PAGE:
The GPO used this strange wall telephone, in rural areas, between 1896 and 1900.  It's intension was to prevent bystanders from over hearing the conversation.

It was called the Horse Collar because it resembled a collar used by cart horses.

The transmitter, a Deckert type, was fitted in a wooden box with an elliptical cushion in which the caller placed their head.  The cushion was made to be flexible and to make an airtight seal around the callers face.  Early models used a cushion of leather stuffed with horse hair.  Later models used a pneumatic rubber tube.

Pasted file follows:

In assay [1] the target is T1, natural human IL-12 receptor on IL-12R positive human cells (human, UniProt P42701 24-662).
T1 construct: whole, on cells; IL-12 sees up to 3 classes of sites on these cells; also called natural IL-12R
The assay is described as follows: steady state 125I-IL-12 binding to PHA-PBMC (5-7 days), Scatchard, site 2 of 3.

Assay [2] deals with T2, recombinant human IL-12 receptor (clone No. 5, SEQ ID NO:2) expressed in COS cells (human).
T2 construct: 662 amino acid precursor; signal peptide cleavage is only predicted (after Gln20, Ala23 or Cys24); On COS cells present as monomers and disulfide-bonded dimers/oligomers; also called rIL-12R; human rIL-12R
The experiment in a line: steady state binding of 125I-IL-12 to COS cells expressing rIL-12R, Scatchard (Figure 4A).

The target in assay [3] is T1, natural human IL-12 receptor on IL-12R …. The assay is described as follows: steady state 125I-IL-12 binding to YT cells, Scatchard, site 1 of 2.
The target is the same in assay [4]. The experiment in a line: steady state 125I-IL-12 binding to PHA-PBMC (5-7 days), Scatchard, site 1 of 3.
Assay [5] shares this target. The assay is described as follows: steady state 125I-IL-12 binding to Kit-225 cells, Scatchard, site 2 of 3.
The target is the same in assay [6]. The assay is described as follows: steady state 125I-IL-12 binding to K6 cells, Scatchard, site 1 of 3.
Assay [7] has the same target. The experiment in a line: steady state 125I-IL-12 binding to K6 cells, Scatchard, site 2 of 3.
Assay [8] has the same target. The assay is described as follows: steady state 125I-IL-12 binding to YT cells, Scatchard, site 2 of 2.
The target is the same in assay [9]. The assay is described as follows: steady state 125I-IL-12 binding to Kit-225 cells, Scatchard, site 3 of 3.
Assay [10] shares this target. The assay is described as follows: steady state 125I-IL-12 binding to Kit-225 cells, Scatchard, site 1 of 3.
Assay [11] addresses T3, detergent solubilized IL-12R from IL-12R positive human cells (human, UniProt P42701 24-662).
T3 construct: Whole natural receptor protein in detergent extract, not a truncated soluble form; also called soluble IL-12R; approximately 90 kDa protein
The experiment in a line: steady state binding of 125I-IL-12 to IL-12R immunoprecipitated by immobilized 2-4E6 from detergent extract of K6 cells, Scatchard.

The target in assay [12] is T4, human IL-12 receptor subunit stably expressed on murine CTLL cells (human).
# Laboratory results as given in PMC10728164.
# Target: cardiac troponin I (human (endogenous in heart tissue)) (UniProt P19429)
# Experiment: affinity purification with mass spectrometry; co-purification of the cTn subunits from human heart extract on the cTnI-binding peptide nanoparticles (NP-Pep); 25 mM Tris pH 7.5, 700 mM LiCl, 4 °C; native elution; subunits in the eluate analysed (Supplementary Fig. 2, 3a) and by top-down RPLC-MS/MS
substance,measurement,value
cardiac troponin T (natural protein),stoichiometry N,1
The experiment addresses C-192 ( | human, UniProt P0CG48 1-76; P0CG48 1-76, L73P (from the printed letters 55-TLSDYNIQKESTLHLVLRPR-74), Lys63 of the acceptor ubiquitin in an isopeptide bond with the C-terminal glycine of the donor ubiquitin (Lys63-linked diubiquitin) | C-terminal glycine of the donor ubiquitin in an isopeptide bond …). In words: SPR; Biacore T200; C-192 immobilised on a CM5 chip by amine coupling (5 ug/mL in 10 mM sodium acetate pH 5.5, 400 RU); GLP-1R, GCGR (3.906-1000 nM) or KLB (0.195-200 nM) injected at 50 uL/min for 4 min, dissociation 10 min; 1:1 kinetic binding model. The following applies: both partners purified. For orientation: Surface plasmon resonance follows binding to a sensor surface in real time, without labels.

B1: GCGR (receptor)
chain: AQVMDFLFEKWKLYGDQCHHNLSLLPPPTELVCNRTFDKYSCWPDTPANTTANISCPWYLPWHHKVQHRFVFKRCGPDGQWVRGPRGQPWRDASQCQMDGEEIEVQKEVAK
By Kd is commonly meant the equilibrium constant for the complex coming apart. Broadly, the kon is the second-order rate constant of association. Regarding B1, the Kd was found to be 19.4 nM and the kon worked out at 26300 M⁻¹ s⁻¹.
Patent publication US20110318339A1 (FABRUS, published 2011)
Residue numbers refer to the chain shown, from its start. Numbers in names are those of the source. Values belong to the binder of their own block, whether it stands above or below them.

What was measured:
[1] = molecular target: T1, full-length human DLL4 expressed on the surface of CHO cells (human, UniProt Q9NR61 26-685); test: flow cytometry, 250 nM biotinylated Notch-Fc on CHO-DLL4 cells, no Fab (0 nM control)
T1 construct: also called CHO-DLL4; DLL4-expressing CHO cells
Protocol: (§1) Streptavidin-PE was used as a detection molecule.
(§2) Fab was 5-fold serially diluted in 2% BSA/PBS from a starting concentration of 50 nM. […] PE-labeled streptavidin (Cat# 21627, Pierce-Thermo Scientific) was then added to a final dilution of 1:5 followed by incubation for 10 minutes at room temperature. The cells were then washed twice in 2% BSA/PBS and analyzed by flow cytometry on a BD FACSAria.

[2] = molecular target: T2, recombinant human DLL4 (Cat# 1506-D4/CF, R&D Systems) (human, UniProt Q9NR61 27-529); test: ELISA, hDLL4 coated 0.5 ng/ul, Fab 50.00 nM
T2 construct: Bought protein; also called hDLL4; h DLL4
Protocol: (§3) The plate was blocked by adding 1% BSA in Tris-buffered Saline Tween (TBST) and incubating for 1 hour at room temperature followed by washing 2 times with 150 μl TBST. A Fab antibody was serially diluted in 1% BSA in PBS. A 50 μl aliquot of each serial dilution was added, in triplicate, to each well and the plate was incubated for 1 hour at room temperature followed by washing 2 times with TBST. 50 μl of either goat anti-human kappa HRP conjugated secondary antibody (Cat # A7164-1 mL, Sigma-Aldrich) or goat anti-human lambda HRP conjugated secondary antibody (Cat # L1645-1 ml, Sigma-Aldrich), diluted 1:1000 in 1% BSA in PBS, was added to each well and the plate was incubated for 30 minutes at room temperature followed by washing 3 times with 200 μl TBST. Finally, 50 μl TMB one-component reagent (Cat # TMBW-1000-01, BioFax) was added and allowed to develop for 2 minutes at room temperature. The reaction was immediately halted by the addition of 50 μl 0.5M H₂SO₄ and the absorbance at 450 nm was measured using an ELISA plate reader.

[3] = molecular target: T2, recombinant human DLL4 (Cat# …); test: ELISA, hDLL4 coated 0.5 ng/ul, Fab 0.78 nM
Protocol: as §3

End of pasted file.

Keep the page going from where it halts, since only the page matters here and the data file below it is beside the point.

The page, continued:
Because of the airtight seal the manufacturer fitted a special ventilator which used glass baffles to stop speech being heard.

This insanitary design was highly unpopular and the phone lasted 4 years before being removed form the GPO portfolio.

See also History of BPO Telephones

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Last revised: November 08, 2023